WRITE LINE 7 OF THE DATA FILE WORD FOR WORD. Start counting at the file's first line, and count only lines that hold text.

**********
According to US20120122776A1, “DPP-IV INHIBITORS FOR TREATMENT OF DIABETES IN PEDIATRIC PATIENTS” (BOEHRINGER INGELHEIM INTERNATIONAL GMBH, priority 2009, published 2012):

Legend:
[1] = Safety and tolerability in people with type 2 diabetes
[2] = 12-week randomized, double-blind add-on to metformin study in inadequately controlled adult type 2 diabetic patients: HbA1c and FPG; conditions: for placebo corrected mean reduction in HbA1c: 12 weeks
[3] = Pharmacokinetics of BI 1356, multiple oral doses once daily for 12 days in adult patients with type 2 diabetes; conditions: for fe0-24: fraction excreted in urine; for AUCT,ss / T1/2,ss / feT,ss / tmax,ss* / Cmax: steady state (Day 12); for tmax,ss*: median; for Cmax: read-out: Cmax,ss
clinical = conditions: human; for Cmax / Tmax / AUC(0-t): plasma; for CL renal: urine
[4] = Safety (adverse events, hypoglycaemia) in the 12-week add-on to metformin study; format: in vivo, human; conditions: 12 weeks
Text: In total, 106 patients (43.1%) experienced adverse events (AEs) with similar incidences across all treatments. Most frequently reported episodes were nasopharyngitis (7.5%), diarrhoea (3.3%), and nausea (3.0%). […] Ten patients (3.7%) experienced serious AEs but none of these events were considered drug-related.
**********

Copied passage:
[4] = Safety (adverse events, hypoglycaemia) in the 12-week add-on to metformin study; format: in vivo, human; conditions: 12 weeks